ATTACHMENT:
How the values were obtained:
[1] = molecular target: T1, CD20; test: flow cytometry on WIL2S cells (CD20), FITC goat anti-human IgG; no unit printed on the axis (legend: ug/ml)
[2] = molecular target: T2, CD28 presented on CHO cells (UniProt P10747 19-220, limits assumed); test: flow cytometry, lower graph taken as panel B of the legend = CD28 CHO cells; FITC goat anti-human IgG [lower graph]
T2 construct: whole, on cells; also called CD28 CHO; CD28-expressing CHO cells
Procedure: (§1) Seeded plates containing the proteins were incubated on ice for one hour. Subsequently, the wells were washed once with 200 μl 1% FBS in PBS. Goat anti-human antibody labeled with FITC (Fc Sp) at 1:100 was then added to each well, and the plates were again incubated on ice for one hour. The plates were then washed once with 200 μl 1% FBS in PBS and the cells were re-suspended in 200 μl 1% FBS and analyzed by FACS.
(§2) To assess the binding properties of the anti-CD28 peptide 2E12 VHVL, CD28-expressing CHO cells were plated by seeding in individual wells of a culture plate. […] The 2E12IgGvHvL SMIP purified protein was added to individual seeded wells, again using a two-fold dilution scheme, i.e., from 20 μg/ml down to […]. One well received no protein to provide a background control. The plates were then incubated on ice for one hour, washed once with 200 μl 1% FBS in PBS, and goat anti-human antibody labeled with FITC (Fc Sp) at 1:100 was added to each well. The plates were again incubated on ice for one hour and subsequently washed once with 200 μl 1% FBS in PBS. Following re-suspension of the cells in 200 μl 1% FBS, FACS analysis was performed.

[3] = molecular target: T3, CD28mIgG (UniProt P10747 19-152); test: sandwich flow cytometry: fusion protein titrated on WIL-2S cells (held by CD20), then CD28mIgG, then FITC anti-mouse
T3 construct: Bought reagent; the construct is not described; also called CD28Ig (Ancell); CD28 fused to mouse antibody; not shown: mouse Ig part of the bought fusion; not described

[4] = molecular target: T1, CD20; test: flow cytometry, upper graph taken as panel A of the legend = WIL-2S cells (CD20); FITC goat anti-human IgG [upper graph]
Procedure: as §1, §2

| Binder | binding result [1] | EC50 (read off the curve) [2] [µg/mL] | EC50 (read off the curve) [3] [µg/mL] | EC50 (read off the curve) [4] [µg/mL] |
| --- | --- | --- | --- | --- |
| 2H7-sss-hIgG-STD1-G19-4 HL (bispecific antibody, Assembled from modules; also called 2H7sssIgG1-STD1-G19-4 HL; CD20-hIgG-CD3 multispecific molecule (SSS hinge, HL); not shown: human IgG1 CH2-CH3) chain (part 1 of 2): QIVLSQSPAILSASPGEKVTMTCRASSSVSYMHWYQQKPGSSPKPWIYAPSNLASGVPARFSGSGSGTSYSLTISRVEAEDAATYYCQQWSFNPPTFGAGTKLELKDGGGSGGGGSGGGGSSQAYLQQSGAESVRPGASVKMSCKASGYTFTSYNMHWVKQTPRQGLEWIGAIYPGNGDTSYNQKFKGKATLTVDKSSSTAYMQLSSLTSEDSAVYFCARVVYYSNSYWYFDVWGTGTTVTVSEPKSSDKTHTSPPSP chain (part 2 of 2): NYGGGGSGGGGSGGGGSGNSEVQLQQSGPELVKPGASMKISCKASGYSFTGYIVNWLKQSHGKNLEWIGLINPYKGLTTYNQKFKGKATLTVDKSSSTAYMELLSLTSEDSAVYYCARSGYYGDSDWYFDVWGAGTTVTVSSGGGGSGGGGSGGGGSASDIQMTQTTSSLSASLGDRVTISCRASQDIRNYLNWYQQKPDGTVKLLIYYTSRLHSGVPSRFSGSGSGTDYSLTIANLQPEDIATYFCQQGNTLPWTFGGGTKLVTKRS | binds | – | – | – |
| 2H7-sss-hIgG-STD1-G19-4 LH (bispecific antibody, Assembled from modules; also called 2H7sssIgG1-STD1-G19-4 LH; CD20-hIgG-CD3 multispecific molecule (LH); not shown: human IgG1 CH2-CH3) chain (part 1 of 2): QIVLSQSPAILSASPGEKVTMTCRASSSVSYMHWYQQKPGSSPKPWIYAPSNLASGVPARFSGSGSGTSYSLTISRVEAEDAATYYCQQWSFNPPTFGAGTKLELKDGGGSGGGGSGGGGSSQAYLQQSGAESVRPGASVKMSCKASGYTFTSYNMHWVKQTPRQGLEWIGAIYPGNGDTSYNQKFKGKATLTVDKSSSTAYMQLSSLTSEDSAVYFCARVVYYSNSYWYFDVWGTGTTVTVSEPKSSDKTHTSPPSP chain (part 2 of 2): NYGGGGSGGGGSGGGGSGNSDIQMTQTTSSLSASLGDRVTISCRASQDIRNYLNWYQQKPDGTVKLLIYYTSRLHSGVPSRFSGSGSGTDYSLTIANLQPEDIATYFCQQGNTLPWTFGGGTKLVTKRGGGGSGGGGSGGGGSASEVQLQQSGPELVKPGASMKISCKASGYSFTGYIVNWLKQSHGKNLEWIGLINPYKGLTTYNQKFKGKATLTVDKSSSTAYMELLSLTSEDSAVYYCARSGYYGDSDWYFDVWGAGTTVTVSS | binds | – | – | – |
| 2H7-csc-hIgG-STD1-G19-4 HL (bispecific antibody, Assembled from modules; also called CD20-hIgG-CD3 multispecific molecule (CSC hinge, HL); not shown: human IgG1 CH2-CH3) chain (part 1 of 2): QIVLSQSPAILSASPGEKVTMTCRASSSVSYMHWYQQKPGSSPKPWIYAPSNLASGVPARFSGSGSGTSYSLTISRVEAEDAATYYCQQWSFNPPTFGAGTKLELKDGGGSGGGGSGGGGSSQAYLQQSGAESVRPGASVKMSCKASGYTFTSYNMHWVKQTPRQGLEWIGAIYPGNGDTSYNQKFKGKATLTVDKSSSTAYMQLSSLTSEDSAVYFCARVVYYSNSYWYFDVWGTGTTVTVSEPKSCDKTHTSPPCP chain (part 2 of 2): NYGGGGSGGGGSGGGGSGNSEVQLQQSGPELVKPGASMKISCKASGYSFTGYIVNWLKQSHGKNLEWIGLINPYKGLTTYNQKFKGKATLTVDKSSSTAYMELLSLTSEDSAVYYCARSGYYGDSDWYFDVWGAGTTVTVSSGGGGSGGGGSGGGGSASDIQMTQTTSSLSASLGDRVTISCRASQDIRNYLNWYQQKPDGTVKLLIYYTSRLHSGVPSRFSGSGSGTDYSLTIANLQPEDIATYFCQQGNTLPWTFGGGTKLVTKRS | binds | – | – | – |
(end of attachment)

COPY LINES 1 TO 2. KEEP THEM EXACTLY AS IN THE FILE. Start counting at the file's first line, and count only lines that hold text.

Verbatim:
How the values were obtained:
[1] = molecular target: T1, CD20; test: flow cytometry on WIL2S cells (CD20), FITC goat anti-human IgG; no unit printed on the axis (legend: ug/ml)